The best trade and heavy lambs were $2-$9 dearer and the general run of domestic lambs sold at similar levels to a week ago. Some of the smaller store lambs sold back to the paddock were dearer.

The heaviest export young lambs over 30kg sold from $225-$240. Most of the heavy lambs were in the 26-30kg bracket and sold from $200-$230 to average $216, recording some of the best price gains. Underneath this was the general run of domestic lambs, which sold from $160-$185. Most lambs made an estimated 730-770c/kg.

Small and light lambs sold from $130-$160 to a mix of restocker and MK processor competition. There was some very small Merino and crossbred lambs under 12kg that sold strongly on a size basis. There was new store restocking order from Rainbow in the west of the state.

Demand for mutton continued at high levels, with prices for the main lines of Merinos and crossbreds firm to dearer again. Two export buyers drove prices for heavy sheep, and their bidding clashes created price spikes.

Some processors didn’t operate or only purchased limited numbers due to the strong carcase rates of 620-700c/kg across most sheep. Big crossbred ewes made $185-$269 to average $235; heavy Merino ewes sold from $208-$264 to average $238; heavy Merino wethers made $228-$242 and plainer sheep sold mostly from $120-$160.

Ballarat market firm to softer

In Victoria at the Ballarat saleyards on Tuesday, the agents yarded 37,361 lambs, 6361 more than last week, and 15,245 sheep, 3245 more.

The NLRS said quality was good to excellent, with more weight offered in all categories.

All the usual buyers attended, including extra store buyers, but not all were active. Buyers operated fully in a firm to slightly softer market. Bidding was erratic at times, with the market starting softer, but firming up as the sale progressed, with increased competition for the better quality lambs across the yarding.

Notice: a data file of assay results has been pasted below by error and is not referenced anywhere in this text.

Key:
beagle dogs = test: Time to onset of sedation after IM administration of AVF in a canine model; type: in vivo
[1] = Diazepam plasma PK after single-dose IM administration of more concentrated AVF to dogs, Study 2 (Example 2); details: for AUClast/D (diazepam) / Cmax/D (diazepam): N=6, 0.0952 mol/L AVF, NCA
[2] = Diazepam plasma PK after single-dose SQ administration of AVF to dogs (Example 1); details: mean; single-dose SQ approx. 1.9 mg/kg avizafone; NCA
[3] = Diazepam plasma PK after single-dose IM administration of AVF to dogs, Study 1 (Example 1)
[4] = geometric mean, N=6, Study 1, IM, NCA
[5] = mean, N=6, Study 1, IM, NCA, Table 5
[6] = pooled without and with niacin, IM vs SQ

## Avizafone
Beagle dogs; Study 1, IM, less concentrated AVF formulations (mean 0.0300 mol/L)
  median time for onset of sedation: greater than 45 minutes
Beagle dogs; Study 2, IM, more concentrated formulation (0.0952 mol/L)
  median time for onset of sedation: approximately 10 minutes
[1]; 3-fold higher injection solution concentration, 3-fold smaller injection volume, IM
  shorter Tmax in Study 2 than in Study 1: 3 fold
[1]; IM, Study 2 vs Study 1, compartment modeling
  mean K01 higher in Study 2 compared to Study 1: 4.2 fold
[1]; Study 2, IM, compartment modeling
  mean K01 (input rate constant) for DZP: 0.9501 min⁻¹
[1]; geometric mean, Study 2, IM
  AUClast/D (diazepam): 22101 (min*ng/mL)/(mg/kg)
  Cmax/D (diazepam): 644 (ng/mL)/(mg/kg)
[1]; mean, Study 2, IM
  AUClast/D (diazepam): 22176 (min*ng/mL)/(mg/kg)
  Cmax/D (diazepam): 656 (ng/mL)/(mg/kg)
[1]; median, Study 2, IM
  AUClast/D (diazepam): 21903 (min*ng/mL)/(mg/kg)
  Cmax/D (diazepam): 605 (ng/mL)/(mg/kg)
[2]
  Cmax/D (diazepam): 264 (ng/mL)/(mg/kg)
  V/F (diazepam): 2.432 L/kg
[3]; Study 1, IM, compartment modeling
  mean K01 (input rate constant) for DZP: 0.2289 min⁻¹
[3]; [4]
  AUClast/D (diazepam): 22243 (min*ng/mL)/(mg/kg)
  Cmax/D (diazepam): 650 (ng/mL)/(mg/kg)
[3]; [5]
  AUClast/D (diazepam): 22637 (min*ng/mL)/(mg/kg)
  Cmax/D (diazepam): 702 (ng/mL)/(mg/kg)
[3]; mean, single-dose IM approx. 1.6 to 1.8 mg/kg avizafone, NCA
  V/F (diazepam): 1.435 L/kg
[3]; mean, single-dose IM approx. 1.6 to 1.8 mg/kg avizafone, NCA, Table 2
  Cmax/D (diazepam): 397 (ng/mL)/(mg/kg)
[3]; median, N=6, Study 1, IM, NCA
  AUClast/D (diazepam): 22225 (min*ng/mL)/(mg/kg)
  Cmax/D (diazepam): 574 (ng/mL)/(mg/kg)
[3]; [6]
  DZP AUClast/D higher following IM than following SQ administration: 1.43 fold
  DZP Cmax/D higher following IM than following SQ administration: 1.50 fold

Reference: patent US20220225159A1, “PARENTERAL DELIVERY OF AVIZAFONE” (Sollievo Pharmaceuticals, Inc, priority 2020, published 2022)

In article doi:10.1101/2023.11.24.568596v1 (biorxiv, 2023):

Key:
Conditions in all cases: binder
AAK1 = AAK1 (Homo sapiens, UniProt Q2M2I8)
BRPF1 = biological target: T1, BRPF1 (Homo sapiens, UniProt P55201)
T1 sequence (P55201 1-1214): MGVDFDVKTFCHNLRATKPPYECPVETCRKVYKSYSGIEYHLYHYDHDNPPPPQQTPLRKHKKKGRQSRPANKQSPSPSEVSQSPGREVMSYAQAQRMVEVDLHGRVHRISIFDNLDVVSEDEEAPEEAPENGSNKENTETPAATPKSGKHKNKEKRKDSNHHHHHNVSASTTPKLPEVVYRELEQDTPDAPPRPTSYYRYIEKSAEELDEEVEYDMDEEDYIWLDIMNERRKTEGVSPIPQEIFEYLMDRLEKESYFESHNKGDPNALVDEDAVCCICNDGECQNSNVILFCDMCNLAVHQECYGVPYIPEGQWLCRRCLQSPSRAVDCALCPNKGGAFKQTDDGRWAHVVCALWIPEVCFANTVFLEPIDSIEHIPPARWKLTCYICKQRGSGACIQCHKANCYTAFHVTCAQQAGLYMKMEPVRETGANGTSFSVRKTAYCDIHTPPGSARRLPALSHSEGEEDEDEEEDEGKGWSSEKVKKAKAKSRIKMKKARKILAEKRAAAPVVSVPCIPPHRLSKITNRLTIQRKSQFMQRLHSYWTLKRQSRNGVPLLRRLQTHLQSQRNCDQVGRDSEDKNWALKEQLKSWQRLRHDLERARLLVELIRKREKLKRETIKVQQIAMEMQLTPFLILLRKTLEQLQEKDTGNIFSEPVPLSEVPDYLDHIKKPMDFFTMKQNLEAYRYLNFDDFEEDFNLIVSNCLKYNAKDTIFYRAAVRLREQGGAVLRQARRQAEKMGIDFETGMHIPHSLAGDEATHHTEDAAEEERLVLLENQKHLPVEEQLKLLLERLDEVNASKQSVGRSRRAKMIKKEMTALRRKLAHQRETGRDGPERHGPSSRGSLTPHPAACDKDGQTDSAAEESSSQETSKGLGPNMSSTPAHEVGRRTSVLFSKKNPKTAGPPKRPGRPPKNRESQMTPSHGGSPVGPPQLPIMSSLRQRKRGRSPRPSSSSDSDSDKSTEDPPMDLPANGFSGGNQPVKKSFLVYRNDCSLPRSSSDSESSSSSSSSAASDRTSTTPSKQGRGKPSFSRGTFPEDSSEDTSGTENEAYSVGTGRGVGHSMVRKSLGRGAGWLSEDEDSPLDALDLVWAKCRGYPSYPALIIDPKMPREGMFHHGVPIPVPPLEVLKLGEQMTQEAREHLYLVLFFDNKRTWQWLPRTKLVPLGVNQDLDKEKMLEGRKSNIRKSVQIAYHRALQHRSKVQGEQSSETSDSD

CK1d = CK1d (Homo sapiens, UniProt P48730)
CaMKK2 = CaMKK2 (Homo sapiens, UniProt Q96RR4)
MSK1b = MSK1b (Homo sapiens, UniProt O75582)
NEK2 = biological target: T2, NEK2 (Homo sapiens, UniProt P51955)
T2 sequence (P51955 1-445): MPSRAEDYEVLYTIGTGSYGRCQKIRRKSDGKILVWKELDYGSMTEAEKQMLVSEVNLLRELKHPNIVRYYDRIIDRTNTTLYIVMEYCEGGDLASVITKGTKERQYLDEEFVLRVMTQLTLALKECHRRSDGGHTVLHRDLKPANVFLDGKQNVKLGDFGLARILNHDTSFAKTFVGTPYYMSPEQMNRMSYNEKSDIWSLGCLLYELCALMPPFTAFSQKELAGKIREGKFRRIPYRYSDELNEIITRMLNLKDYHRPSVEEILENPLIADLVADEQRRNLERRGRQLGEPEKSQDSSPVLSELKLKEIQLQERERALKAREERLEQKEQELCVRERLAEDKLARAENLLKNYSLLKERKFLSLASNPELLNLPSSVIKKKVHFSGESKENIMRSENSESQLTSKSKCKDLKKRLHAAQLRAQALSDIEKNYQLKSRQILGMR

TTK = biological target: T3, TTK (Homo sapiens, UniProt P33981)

Prices for light weight lambs were mostly unchanged. Medium and heavy weight lambs sold firm to $10 softer for the Merinos and eased $8-$10 for the crossbreds. Feeders and restockers were very active on the light weight lambs, with lines under 20kg selling from $50-$164 and the 20kg-plus lambs made $158-$178. Lambs under 18kg suiting MK orders sold from $137-$149.

The 18-22kg trade lambs sold from $147-$173, the 22-24kg lines made $166-$192 and the 24-26kg lambs sold from $183-$201 to average 740-750c/kg.

The export 4 score lambs weighing 26-30kg sold from $200-$225 and lines over 30kg made $229-$265 to average 710-720c/kg. Merino lambs under 20kg sold from $137-$160 and the 20kg and over lines made $161-$204.

Sheep quality was plain to excellent, with plenty of weight offered across the yarding. Crossbred hoggets sold to $230 and Merinos made $185. Heavy Merino wethers over 24kg sold from $148-$252 and the lighter weights made $130-$175, or 660-690c/kg. Heavy Merino ewes sold from $155-$254, or 640-650/kg. Heavy crossbred ewes made $150-$258, or 630-640c/kg. Merino rams sold to $180.

Mixed price trends at Forbes

In NSW at the Forbes saleyard on Tuesday, the agents yarded 6350 lambs, 1000 fewer than last week, and 3500 sheep, 550 more.

The NLRS said only 1750 new season lambs were offered, with most now shorn. Trade and heavy lambs made up most of the yarding, with store lambs in very short supply. There were only 950 Merino lambs.

Competition was strong on the smaller offering with all buyers operating and price trends were mixed, with the new season woolly lambs back $1-$3 and the shorn lambs firm.

Shorn new season trade lambs made $152-$175, or 780-800c/kg. Heavy weights sold from $169-$209, or 780c/kg. Extra heavy weights made $203-$245. Merino trade lambs sold from $150-$175 to remain firm.

The few new season trade lambs sold from $160-$177, or 785c/kg. Heavy weights made $170-$205, or 750-770c/kg. Extra heavy lambs sold from $193-$238.

The mutton quality remained good. Ewes were best supplied and prices dearer on the light sheep and firm on heavy crossbreds. Medium weight ewes sold from $140-$162. Heavy crossbred ewes made $228-$252 and Merinos sold from $218-$223

Dublin’s heavy trade lambs lift $10-$15

At the South Australian Livestock Exchange on Tuesday, the agents yarded 5000 lambs, 3000 fewer than last week, and 5500 sheep, 1500 less.

The NLRS said lamb quality was only fair for the usual buyers and a small field of restockers.